Raspberry PI: Bottlepy and Twitter Bootstrap

I have been using my Raspberry Pi for the last few months quite a lot. I am currently working on a temperature/environment monitor that logs temperature, using a DS18B20, and light conditions using an optical sensor. I also have two LED’s and two buttons to test basic input and output.
I am developing the application in python using the BottlePy framework. I chose the BottlePy framework as it is a single file that you add, it is very small and it works with Python 3. To control my GPIO’s, I am using the Quick2Wire library. To display the temperature data, I am using Google Charts.

This is a picture of the main temperature logging page so far.
However, the purpose of this post is to show how to integrate BottlePy and Bootstrap by Twitter. According to their website, Bootstrap is a “Sleek, intuitive, and powerful front-end framework for faster and easier web development.”
To display this, I am going to use my GPIO code which reads buttons and turns on LED’s through a webpage. 

To start off we need python file that will run as the server. Below is a snippet of code. The @route shows that this particular function will be run when /gpio us entered into the browser. The webpage is broken up into four sections. The first controls LED 1, the second controls LED 2, the third gets the state of both buttons and light sensor and then the fourth runs a .c file to flash the LED’s.
Now we need to have a look at the html code that creates the webpage. By default, Bootstrap works with the user downloading the .css and .js file. These are then statically linked to the html code. When using the BottlePy framework, I haven’t found a way to return a webpage template, AND a static file. Therefore I have found a link where the .css and .js files have been hosted. By using these links, you only have access to the default settings, but they are enough for what I am wanting to do.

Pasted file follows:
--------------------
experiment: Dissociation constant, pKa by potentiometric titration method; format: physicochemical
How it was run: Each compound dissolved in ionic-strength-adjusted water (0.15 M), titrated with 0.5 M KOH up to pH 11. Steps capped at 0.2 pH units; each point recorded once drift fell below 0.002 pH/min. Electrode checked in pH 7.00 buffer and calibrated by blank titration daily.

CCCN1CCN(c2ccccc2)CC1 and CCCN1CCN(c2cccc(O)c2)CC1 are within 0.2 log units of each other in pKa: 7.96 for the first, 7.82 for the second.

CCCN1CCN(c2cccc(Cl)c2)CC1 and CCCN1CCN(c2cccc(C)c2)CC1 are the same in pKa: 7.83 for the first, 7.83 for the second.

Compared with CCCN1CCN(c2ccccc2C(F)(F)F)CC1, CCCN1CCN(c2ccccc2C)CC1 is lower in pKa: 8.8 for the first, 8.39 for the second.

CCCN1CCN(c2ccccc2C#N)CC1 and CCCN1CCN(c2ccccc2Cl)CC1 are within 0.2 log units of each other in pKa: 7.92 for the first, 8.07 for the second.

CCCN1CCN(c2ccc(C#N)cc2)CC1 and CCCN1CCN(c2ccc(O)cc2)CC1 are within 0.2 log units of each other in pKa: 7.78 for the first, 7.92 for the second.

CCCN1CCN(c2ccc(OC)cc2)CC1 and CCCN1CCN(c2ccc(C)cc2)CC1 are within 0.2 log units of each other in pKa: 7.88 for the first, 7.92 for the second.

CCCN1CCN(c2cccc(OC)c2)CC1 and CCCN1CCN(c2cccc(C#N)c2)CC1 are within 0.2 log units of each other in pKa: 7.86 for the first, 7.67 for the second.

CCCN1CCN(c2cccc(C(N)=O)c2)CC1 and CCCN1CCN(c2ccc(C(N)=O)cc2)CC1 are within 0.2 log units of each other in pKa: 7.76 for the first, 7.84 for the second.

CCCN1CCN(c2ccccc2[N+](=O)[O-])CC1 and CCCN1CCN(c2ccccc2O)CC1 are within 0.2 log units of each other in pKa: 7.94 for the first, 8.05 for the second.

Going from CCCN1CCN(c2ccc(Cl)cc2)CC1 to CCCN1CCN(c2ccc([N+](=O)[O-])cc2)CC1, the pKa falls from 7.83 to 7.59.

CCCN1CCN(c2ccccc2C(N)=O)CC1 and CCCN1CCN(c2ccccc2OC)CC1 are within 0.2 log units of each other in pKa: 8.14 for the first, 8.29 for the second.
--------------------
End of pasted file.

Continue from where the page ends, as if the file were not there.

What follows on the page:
You have to link to the .js and .css file and then by using certain classes that have been defined and explained on the Bootstrap website, you can get nice looking buttons, navigation bars, and tables. They have many options to use but these are the three that I used here for my site. 
When a button on the website is pressed, it sends the value back to the python function and the python code will perform the task. With the Flash LED button, the python code calls a .c file that has been compiled and runs when called. 
When requesting the button state, I return hex formatted colours to show the state of the buttons. These the colour in the table. 

The red shows that Button 1 has been pressed, the Green shows that Button 2 is not pressed and the Blue shows that the light level is currently light.
There are many different elements that can be added by using the Bootstrap framework. The documentation is really clear and easy to follow with many examples. 
If you get stuck or need some more explanations give me a shout.
Greg

Raspberry Pi: Changing time zones